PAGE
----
The problem, if it makes a difference, is 1 long beep followed by 3 short beeps (Award BIOS). There is no output at all to the monitor. This points to a video error but I have since swapped it out for an almost identical (working) card with no success. I have also tried both cards in the adjacent, spare slot.

One of the sources on the Internet suggests that if the video card isn't at fault, the problem is likely to lie with the motherboard.

 

I have just come off the phone with eBuyer, and the conversation went along the lines of 'Oh, sorry, you're out of the 12 month warranty so there's nothing we can do.' After mentioning SOGA she advised she would pass it on to another department and get back to me...

 

Thanks for the replies ;)

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You're way better off writing to them - there's proof then, rather than a verbal conversation.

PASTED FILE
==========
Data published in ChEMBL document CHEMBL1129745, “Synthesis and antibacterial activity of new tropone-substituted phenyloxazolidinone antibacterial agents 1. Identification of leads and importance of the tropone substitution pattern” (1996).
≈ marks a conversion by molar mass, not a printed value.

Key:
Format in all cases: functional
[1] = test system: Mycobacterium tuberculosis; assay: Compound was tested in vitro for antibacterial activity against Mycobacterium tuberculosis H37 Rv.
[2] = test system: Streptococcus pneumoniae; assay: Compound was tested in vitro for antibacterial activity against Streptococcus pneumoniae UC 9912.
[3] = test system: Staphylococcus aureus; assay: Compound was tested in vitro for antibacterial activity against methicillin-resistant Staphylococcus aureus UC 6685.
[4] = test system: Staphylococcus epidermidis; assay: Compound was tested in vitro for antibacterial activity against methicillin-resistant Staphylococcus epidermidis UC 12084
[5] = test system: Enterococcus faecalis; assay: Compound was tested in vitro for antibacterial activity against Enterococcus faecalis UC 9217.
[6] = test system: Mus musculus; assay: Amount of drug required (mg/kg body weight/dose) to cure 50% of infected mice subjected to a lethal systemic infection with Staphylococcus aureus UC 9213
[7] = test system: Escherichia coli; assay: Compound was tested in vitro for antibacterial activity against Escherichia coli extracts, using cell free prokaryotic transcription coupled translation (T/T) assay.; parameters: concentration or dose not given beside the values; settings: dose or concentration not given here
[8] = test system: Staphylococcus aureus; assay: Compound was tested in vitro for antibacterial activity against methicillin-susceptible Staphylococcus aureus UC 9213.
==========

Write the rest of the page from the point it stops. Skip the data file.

The above post constitutes my personal opinion on the facts in the post compared with my personal knowledge of the applicable legislation. I make no guarantees of its legal accuracy. If you are in doubt seek advice of a legal professional specialising in the area concerned.

 

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Adjacent slot sounds interesting, is it crossfire or SLi and who is the mobo manufacturer?


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It supports an SLi setup but just one graphics card is used. It is an Asus P5N-E. The computer has been working for over a year, so it is not a change in setup that has affected it's functionality.

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Asus motherboards carry a three year warranty as standard I believe.


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eBuyer wouldn't help as they mentioned a 12 months warranty. If there is a 3 year warranty on the motherboard, wouldn't going to the manufacturer directs 'break' my contract with eBuyer and void my rights under the SOGA? :confused:

Thanks for the reply 8-)